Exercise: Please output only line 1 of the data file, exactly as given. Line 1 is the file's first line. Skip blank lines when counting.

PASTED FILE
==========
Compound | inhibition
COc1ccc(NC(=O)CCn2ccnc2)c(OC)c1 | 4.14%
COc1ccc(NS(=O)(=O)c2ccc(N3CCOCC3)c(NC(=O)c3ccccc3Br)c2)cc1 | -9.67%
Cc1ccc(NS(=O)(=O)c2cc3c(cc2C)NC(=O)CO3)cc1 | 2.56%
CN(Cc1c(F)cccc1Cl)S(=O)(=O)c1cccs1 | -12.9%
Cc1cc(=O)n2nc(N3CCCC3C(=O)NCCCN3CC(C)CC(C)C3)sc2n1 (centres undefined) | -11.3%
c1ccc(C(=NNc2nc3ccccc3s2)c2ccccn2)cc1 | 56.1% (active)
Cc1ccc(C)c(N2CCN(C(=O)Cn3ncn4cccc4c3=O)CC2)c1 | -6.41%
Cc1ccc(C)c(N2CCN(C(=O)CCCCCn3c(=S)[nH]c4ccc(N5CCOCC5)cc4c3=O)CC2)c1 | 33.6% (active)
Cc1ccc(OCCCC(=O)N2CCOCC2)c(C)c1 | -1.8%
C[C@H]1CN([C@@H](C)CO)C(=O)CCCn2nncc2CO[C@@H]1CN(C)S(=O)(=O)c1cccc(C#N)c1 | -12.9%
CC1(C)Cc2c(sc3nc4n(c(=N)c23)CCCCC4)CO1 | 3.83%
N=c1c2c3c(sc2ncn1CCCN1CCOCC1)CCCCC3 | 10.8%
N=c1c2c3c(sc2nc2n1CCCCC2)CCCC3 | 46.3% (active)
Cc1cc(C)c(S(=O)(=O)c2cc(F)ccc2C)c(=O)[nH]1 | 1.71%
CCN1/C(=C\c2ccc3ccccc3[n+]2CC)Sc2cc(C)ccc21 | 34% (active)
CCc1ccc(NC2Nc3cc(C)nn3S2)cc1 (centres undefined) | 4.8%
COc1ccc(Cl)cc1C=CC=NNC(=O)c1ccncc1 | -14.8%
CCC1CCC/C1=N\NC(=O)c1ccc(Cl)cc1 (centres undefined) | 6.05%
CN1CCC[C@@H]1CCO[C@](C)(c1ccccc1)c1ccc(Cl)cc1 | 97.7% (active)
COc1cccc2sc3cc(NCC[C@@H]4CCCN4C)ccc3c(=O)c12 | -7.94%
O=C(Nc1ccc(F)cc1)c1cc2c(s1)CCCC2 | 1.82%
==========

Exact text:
Compound | inhibition